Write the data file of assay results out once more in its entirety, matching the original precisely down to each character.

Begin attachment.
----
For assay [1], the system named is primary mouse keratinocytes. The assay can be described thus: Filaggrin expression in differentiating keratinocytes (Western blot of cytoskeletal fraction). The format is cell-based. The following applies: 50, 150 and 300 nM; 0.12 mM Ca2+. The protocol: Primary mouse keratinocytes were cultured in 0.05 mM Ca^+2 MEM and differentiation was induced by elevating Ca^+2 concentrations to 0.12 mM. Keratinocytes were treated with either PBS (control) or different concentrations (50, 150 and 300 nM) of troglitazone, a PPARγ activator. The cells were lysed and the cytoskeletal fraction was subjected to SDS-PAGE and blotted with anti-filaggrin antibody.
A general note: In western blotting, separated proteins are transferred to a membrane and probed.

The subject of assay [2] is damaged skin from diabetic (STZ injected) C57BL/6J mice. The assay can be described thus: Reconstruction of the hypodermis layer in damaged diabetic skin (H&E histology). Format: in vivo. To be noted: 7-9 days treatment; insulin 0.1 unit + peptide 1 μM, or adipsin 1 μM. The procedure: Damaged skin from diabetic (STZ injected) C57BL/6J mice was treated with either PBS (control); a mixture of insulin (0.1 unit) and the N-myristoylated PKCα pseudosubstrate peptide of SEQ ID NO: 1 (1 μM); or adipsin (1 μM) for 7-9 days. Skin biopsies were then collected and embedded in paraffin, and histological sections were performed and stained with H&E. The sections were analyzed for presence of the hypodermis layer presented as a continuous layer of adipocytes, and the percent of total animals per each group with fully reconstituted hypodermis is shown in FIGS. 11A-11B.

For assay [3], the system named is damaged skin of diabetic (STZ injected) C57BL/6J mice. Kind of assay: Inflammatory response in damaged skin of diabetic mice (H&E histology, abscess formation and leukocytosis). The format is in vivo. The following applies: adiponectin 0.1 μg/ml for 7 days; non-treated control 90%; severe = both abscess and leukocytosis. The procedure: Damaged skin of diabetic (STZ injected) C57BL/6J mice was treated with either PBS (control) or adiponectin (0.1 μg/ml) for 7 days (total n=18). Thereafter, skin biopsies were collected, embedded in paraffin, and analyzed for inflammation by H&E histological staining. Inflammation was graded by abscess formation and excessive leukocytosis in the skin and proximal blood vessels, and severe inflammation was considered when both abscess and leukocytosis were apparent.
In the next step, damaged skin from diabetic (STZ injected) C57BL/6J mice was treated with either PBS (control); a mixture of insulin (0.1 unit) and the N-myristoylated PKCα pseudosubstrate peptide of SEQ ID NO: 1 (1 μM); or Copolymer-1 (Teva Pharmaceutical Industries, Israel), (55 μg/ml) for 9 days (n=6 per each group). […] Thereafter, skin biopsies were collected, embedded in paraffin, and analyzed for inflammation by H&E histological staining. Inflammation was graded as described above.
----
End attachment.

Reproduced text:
For assay [1], the system named is primary mouse keratinocytes. The assay can be described thus: Filaggrin expression in differentiating keratinocytes (Western blot of cytoskeletal fraction). The format is cell-based. The following applies: 50, 150 and 300 nM; 0.12 mM Ca2+. The protocol: Primary mouse keratinocytes were cultured in 0.05 mM Ca^+2 MEM and differentiation was induced by elevating Ca^+2 concentrations to 0.12 mM. Keratinocytes were treated with either PBS (control) or different concentrations (50, 150 and 300 nM) of troglitazone, a PPARγ activator. The cells were lysed and the cytoskeletal fraction was subjected to SDS-PAGE and blotted with anti-filaggrin antibody.
A general note: In western blotting, separated proteins are transferred to a membrane and probed.

The subject of assay [2] is damaged skin from diabetic (STZ injected) C57BL/6J mice. The assay can be described thus: Reconstruction of the hypodermis layer in damaged diabetic skin (H&E histology). Format: in vivo. To be noted: 7-9 days treatment; insulin 0.1 unit + peptide 1 μM, or adipsin 1 μM. The procedure: Damaged skin from diabetic (STZ injected) C57BL/6J mice was treated with either PBS (control); a mixture of insulin (0.1 unit) and the N-myristoylated PKCα pseudosubstrate peptide of SEQ ID NO: 1 (1 μM); or adipsin (1 μM) for 7-9 days. Skin biopsies were then collected and embedded in paraffin, and histological sections were performed and stained with H&E. The sections were analyzed for presence of the hypodermis layer presented as a continuous layer of adipocytes, and the percent of total animals per each group with fully reconstituted hypodermis is shown in FIGS. 11A-11B.

For assay [3], the system named is damaged skin of diabetic (STZ injected) C57BL/6J mice. Kind of assay: Inflammatory response in damaged skin of diabetic mice (H&E histology, abscess formation and leukocytosis). The format is in vivo. The following applies: adiponectin 0.1 μg/ml for 7 days; non-treated control 90%; severe = both abscess and leukocytosis. The procedure: Damaged skin of diabetic (STZ injected) C57BL/6J mice was treated with either PBS (control) or adiponectin (0.1 μg/ml) for 7 days (total n=18). Thereafter, skin biopsies were collected, embedded in paraffin, and analyzed for inflammation by H&E histological staining. Inflammation was graded by abscess formation and excessive leukocytosis in the skin and proximal blood vessels, and severe inflammation was considered when both abscess and leukocytosis were apparent.
In the next step, damaged skin from diabetic (STZ injected) C57BL/6J mice was treated with either PBS (control); a mixture of insulin (0.1 unit) and the N-myristoylated PKCα pseudosubstrate peptide of SEQ ID NO: 1 (1 μM); or Copolymer-1 (Teva Pharmaceutical Industries, Israel), (55 μg/ml) for 9 days (n=6 per each group). […] Thereafter, skin biopsies were collected, embedded in paraffin, and analyzed for inflammation by H&E histological staining. Inflammation was graded as described above.